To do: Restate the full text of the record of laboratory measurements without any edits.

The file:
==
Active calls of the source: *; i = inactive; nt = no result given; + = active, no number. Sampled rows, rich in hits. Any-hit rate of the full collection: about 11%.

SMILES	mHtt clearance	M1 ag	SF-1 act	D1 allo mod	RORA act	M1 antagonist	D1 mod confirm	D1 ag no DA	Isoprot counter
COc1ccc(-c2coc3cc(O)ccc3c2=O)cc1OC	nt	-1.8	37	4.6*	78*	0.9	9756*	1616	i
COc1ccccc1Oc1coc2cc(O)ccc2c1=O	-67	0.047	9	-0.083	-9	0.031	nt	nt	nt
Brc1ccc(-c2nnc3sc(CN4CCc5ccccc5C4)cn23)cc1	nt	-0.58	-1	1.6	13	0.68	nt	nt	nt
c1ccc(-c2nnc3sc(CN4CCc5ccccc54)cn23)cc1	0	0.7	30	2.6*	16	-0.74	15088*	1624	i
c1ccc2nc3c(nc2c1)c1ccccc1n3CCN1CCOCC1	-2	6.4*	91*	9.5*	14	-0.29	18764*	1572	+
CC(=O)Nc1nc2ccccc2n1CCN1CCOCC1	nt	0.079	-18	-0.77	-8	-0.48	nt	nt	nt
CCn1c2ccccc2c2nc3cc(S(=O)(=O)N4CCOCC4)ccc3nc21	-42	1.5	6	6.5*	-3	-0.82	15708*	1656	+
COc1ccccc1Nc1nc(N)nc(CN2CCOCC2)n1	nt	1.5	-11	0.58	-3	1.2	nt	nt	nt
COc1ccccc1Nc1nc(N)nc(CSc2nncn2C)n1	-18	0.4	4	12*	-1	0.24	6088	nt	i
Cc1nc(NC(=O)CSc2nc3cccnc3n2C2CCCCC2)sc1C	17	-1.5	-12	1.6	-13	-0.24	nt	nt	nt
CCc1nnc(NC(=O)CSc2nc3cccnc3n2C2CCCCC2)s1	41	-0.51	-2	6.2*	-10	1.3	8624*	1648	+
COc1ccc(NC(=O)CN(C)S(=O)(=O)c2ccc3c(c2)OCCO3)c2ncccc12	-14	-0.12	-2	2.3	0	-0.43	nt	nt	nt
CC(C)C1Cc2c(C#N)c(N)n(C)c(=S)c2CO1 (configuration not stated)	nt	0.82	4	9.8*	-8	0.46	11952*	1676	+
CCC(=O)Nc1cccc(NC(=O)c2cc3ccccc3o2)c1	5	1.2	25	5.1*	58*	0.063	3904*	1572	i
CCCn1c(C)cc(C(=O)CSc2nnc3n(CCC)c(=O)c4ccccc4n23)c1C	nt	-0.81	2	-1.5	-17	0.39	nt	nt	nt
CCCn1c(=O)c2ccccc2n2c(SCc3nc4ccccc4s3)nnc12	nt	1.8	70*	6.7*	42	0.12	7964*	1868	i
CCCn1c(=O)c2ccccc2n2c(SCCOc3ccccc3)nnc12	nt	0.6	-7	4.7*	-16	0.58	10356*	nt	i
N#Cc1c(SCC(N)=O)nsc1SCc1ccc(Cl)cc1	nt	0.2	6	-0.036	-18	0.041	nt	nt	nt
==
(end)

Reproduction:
Active calls of the source: *; i = inactive; nt = no result given; + = active, no number. Sampled rows, rich in hits. Any-hit rate of the full collection: about 11%.

SMILES	mHtt clearance	M1 ag	SF-1 act	D1 allo mod	RORA act	M1 antagonist	D1 mod confirm	D1 ag no DA	Isoprot counter
COc1ccc(-c2coc3cc(O)ccc3c2=O)cc1OC	nt	-1.8	37	4.6*	78*	0.9	9756*	1616	i
COc1ccccc1Oc1coc2cc(O)ccc2c1=O	-67	0.047	9	-0.083	-9	0.031	nt	nt	nt
Brc1ccc(-c2nnc3sc(CN4CCc5ccccc5C4)cn23)cc1	nt	-0.58	-1	1.6	13	0.68	nt	nt	nt
c1ccc(-c2nnc3sc(CN4CCc5ccccc54)cn23)cc1	0	0.7	30	2.6*	16	-0.74	15088*	1624	i
c1ccc2nc3c(nc2c1)c1ccccc1n3CCN1CCOCC1	-2	6.4*	91*	9.5*	14	-0.29	18764*	1572	+
CC(=O)Nc1nc2ccccc2n1CCN1CCOCC1	nt	0.079	-18	-0.77	-8	-0.48	nt	nt	nt
CCn1c2ccccc2c2nc3cc(S(=O)(=O)N4CCOCC4)ccc3nc21	-42	1.5	6	6.5*	-3	-0.82	15708*	1656	+
COc1ccccc1Nc1nc(N)nc(CN2CCOCC2)n1	nt	1.5	-11	0.58	-3	1.2	nt	nt	nt
COc1ccccc1Nc1nc(N)nc(CSc2nncn2C)n1	-18	0.4	4	12*	-1	0.24	6088	nt	i
Cc1nc(NC(=O)CSc2nc3cccnc3n2C2CCCCC2)sc1C	17	-1.5	-12	1.6	-13	-0.24	nt	nt	nt
CCc1nnc(NC(=O)CSc2nc3cccnc3n2C2CCCCC2)s1	41	-0.51	-2	6.2*	-10	1.3	8624*	1648	+
COc1ccc(NC(=O)CN(C)S(=O)(=O)c2ccc3c(c2)OCCO3)c2ncccc12	-14	-0.12	-2	2.3	0	-0.43	nt	nt	nt
CC(C)C1Cc2c(C#N)c(N)n(C)c(=S)c2CO1 (configuration not stated)	nt	0.82	4	9.8*	-8	0.46	11952*	1676	+
CCC(=O)Nc1cccc(NC(=O)c2cc3ccccc3o2)c1	5	1.2	25	5.1*	58*	0.063	3904*	1572	i
CCCn1c(C)cc(C(=O)CSc2nnc3n(CCC)c(=O)c4ccccc4n23)c1C	nt	-0.81	2	-1.5	-17	0.39	nt	nt	nt
CCCn1c(=O)c2ccccc2n2c(SCc3nc4ccccc4s3)nnc12	nt	1.8	70*	6.7*	42	0.12	7964*	1868	i
CCCn1c(=O)c2ccccc2n2c(SCCOc3ccccc3)nnc12	nt	0.6	-7	4.7*	-16	0.58	10356*	nt	i
N#Cc1c(SCC(N)=O)nsc1SCc1ccc(Cl)cc1	nt	0.2	6	-0.036	-18	0.041	nt	nt	nt